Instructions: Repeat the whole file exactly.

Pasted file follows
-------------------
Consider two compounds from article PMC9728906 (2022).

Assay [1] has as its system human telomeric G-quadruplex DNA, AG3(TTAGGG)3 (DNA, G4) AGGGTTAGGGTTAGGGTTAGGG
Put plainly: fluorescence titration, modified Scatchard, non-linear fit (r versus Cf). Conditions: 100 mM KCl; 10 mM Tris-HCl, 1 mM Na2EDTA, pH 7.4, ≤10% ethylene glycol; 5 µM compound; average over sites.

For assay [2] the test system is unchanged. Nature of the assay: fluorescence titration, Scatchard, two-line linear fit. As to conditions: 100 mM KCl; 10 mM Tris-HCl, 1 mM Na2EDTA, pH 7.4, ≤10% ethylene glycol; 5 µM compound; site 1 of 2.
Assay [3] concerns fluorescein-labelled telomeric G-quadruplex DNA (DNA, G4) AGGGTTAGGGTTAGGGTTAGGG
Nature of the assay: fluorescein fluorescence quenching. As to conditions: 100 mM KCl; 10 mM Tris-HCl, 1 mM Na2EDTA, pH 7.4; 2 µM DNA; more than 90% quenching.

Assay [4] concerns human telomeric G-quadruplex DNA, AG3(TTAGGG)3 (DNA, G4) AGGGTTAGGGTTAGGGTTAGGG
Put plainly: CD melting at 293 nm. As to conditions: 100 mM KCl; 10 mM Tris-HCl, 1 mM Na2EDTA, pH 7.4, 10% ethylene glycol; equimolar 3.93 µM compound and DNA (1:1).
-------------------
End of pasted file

Consider two compounds from article PMC9728906 (2022).

Assay [1] has as its system human telomeric G-quadruplex DNA, AG3(TTAGGG)3 (DNA, G4) AGGGTTAGGGTTAGGGTTAGGG
Put plainly: fluorescence titration, modified Scatchard, non-linear fit (r versus Cf). Conditions: 100 mM KCl; 10 mM Tris-HCl, 1 mM Na2EDTA, pH 7.4, ≤10% ethylene glycol; 5 µM compound; average over sites.

For assay [2] the test system is unchanged. Nature of the assay: fluorescence titration, Scatchard, two-line linear fit. As to conditions: 100 mM KCl; 10 mM Tris-HCl, 1 mM Na2EDTA, pH 7.4, ≤10% ethylene glycol; 5 µM compound; site 1 of 2.
Assay [3] concerns fluorescein-labelled telomeric G-quadruplex DNA (DNA, G4) AGGGTTAGGGTTAGGGTTAGGG
Nature of the assay: fluorescein fluorescence quenching. As to conditions: 100 mM KCl; 10 mM Tris-HCl, 1 mM Na2EDTA, pH 7.4; 2 µM DNA; more than 90% quenching.

Assay [4] concerns human telomeric G-quadruplex DNA, AG3(TTAGGG)3 (DNA, G4) AGGGTTAGGGTTAGGGTTAGGG
Put plainly: CD melting at 293 nm. As to conditions: 100 mM KCl; 10 mM Tris-HCl, 1 mM Na2EDTA, pH 7.4, 10% ethylene glycol; equimolar 3.93 µM compound and DNA (1:1).